4) The computer implemented method according to claim 3, wherein the first predetermined distance is 300 m.

5) The computer implemented method according to claim 3, wherein the predetermined number of standard deviations is two.

6) The computer implemented method according to claim 3, wherein said step of performing a position estimation sub-routine on the conditioned data to determine a refined position of the node, comprises the steps of: a) changing the previous node position by a second predetermined distance within a predefined grid to obtain an updated node position; b) computing traveltime for the updated node position to obtain an updated arrival time; c) using the updated node position, computing the traveltime error between the picked arrival times and the updated arrival times; d) computing the updated standard deviation of the traveltime error of all traces within the first predetermined distance of the model position; e) recomputing the updated standard deviation of traveltime error computed in step (d), ignoring all errors greater than a predetermined number of standard deviations; f) comparing the updated standard deviation computed in step (e) with the new best standard deviation, and if the updated standard deviation is lower, then assigning it as the new best standard deviation and the current position as the new best position; and g) repeating steps (a)-(f) for all locations within the predefined grid.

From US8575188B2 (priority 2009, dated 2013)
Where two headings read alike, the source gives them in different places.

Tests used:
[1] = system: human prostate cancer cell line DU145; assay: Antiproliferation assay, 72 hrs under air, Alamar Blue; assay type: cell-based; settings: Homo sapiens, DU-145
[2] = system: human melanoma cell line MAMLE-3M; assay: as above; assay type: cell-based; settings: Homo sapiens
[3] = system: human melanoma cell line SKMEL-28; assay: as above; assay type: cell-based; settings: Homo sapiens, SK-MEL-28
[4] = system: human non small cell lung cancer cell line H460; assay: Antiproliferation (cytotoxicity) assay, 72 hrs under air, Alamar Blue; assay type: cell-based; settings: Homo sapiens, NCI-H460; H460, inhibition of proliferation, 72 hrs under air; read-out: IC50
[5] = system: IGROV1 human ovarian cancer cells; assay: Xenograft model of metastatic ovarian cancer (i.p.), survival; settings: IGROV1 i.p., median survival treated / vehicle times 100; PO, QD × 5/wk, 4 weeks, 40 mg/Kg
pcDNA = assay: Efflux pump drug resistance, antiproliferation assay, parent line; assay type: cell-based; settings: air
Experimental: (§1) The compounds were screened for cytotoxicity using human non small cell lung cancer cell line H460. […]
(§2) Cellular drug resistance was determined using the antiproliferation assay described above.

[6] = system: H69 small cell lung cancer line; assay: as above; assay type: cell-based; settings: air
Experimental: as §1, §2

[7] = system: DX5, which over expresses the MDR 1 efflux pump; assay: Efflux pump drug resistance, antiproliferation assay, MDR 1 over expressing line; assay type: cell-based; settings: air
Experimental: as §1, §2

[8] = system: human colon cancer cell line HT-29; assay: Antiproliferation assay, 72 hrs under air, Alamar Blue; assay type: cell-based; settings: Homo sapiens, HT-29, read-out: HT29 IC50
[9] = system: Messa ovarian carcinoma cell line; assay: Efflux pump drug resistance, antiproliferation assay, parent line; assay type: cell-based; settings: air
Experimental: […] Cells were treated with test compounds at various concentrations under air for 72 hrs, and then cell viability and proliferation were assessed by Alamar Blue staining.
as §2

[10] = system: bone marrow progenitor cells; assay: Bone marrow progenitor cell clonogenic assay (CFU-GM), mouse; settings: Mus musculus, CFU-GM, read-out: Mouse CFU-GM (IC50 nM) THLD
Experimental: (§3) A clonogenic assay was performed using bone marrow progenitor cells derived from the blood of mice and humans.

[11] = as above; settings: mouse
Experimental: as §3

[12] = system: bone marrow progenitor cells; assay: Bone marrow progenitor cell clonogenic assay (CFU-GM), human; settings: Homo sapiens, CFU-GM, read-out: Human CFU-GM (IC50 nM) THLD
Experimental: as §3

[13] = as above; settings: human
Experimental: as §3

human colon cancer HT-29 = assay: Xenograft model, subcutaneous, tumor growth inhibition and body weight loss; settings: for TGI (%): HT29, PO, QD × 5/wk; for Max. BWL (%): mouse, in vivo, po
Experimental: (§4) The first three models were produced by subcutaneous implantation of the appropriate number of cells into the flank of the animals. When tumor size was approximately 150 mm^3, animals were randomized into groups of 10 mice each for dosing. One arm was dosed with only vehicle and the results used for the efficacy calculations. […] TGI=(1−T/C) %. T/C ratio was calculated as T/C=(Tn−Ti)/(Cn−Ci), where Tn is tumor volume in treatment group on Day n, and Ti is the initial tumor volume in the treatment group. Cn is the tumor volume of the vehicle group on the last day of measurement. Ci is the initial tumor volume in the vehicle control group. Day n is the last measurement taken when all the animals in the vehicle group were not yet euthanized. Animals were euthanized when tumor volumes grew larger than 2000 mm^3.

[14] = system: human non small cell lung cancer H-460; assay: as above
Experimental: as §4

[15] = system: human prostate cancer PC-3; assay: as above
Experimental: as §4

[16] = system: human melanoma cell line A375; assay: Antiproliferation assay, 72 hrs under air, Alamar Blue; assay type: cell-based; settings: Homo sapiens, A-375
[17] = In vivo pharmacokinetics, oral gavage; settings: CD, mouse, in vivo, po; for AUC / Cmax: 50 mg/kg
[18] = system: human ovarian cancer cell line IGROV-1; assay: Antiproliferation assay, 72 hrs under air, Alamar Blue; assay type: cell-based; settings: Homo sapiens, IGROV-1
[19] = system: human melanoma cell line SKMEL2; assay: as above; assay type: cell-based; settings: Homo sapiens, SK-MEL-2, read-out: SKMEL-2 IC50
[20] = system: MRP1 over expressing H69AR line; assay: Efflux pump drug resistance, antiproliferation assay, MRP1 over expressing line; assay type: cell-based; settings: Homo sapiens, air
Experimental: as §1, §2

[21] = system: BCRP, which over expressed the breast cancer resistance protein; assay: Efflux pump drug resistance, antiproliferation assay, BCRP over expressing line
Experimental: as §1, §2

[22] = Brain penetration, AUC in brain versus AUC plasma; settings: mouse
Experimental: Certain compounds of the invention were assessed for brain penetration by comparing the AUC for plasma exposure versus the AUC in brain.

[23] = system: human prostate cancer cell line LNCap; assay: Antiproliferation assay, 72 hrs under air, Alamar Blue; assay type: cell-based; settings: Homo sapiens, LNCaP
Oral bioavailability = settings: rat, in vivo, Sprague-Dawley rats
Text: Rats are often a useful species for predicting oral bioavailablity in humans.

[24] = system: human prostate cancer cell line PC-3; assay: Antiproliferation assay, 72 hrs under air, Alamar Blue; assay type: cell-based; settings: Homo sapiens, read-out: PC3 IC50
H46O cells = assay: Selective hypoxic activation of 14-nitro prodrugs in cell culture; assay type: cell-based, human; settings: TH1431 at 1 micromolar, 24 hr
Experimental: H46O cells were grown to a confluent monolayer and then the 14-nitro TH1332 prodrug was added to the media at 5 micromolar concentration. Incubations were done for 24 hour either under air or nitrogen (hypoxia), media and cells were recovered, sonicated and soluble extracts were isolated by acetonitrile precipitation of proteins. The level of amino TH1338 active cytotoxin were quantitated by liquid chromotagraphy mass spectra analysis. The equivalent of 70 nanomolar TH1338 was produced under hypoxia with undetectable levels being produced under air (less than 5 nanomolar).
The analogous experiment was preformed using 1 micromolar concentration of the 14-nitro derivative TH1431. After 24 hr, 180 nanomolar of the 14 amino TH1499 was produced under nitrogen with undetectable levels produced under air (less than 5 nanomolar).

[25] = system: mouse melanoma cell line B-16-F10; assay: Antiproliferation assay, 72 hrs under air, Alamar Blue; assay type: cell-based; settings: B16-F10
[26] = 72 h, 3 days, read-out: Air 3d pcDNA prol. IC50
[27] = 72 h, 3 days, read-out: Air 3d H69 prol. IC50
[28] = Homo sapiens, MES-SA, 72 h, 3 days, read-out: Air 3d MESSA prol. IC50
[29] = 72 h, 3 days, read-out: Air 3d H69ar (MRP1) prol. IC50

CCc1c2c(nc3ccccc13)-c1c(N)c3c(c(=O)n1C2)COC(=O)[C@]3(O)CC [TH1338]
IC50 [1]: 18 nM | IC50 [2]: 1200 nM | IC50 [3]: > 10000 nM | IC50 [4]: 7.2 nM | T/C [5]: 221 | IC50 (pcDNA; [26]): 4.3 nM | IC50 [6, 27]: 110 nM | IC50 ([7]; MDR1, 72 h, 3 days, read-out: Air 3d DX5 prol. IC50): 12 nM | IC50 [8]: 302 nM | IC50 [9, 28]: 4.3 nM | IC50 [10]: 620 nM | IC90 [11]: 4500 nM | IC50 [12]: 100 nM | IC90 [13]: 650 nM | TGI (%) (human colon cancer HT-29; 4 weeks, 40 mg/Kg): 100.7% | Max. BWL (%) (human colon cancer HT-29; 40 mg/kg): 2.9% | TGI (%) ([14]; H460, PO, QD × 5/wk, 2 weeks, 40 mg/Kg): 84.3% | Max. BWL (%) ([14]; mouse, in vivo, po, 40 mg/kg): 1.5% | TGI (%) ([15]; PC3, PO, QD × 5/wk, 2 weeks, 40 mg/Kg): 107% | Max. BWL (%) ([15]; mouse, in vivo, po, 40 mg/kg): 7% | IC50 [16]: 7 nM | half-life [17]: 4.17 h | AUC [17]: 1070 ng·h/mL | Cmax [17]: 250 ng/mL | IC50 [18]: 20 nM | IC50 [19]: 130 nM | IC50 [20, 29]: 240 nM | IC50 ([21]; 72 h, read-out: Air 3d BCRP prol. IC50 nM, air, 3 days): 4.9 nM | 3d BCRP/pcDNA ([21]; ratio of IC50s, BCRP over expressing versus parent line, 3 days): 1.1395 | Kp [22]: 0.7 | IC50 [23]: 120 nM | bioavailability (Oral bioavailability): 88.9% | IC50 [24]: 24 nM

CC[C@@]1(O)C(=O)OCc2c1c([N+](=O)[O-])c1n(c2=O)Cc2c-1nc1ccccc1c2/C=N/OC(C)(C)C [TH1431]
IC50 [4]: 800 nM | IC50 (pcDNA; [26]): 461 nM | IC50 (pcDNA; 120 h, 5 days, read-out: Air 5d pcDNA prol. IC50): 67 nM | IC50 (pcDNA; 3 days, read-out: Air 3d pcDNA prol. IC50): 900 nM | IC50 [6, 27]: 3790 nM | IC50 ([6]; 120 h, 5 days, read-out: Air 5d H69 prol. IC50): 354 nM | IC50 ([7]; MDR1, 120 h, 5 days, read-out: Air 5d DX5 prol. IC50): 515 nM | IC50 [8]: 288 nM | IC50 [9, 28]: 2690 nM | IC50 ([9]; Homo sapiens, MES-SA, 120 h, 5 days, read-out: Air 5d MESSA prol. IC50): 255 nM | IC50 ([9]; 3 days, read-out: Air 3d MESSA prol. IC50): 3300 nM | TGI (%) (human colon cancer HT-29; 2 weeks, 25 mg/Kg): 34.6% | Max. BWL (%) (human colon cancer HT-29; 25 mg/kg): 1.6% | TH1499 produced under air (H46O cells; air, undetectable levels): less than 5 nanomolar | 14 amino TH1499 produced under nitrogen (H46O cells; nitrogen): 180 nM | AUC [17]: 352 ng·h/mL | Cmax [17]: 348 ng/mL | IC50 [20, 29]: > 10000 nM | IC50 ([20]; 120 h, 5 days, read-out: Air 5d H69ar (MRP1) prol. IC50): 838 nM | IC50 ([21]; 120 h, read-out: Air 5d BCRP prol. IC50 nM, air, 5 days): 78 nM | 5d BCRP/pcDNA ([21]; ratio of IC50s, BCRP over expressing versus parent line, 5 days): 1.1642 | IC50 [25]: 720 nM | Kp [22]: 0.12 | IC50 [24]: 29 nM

7) The computer implemented method according to claim 6, wherein said step of performing a post-position processing of the data comprises the steps of: a) sorting all traces for a given node into chronological order and scanning for changes in the yaw measurement above a predetermined yaw magnitude; and b) splitting the traces into time periods separated by changes in yaw above said predetermined yaw magnitude if there are occurrences of yaw changes above the predetermined yaw magnitude and the final computed best standard deviation is above a predetermined threshold.

8) The computer implemented method according to claim 1, wherein each of the steps is performed for every node used in the survey.

9) The computer implemented method according to claim 1, wherein said step of performing a position estimation routine on the conditioned data comprises the steps of: a) using a predetermined transit velocity, determining the model arrival times of the traces in the node using the initial node position and the shot locations and node depth; b) computing the traveltime error between the picked arrival times and the model arrival times; c) computing the standard deviation of the traveltime error of all traces within a first predetermined distance of the initial position; and d) recomputing the standard deviation of traveltime error computed in step (c), and ignoring all errors greater than a predetermined number of standard deviations in magnitude.

10) The computer implemented method according to claim 9, wherein the first predetermined distance is 300 m.

11) The computer implemented method according to claim 9, wherein the predetermined number of standard deviations is two.